Nevertheless, the threat of arrest would create problems for federal agents trying to enforce unconstitutional gun laws in Missisippi and would certainly gum up the works even if they were never prosecuted. The question is whether or not local law enforcement will be willing to enforce the law on federal officials. This seems unlikely.
The federal government relies heavily on state cooperation to implement and enforce almost all of its laws, regulations and acts – including gun control. By simply withdrawing this necessary cooperation, states and localities can nullify many federal actions in effect. As noted by the National Governors’ Association during the partial government shutdown of 2013, “states are partners with the federal government on most federal programs.”
Based on James Madison’s advice for states and individuals in Federalist #46, a “refusal to cooperate with officers of the Union” represents an extremely effective method to bring down federal gun control measures because most enforcement actions rely on help, support and leadership from state and local governments.
Legal expert Judge Andrew Napolitano agreed. In a televised discussion on the issue, he noted that a single state taking this step would make federal gun laws “nearly impossible” to enforce.
“Partnerships don’t work too well when half the team quits,” said Michael Boldin of the Tenth Amendment Center. “By withdrawing all resources and participation in federal gun control, states and even local governments can help bring these unconstitutional acts to their much-needed end.”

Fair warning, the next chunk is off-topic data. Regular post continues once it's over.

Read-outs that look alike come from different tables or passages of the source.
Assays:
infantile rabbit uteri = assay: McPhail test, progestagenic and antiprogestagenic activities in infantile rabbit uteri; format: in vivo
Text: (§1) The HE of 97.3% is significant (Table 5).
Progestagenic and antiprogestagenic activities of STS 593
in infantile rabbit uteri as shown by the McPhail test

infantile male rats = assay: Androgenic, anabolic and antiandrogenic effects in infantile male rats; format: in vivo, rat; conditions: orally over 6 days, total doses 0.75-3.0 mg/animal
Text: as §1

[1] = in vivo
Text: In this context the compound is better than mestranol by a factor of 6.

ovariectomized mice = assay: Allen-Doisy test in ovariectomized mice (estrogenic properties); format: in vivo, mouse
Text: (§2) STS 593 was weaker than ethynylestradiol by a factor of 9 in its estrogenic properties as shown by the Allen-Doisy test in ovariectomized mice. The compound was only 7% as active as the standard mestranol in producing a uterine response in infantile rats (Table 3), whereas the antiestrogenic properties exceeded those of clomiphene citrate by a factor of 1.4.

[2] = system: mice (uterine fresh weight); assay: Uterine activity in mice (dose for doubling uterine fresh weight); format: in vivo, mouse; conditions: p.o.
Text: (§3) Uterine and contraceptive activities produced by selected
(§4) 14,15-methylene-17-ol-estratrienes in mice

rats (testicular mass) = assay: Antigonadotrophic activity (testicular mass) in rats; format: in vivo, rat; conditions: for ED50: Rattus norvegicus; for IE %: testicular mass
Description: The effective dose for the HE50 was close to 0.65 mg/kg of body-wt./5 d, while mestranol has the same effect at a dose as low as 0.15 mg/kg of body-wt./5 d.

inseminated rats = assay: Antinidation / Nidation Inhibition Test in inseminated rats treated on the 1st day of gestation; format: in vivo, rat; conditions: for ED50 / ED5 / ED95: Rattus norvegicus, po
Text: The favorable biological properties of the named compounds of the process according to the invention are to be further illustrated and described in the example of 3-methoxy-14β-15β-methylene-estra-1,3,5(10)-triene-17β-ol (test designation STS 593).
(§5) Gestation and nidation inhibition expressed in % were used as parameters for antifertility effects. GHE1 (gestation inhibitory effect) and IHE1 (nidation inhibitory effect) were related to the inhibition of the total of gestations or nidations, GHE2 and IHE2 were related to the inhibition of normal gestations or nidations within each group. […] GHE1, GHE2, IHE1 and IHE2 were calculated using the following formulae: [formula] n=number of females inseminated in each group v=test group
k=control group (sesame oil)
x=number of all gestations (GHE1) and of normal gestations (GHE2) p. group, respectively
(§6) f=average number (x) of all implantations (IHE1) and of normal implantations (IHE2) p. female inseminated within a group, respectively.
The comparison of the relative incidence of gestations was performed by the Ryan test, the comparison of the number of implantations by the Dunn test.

The state of Mississippi can legally bar state agents from enforcing federal gun control. Refusal to cooperate with federal enforcement rests on a well-established legal principle known as the anti-commandeering doctrine.
Simply put, the federal government cannot force states to help implement or enforce any federal act or program. The anti-commandeering doctrine is based primarily on five Supreme Court cases dating back to 1842. Printz v. U.S. (1997) serves as the cornerstone. For the majority, Justice Scalia wrote, in part:
“We held in New York that Congress cannot compel the States to enact or enforce a federal regulatory program. Today we hold that Congress cannot circumvent that prohibition by conscripting the States’ officers directly. The Federal Government may neither issue directives requiring the States to address particular problems, nor command the States’ officers, or those of their political subdivisions, to administer or enforce a federal regulatory program. It matters not whether policymaking is involved, and no case by case weighing of the burdens or benefits is necessary; such commands are fundamentally incompatible with our constitutional system of dual sovereignty”
No determination of constitutionality is necessary to invoke the anti-commandeering doctrine. State and local governments can refuse to enforce federal laws or implement federal programs whether they are constitutional or not.
HB1418 will move to the full House for further consideration.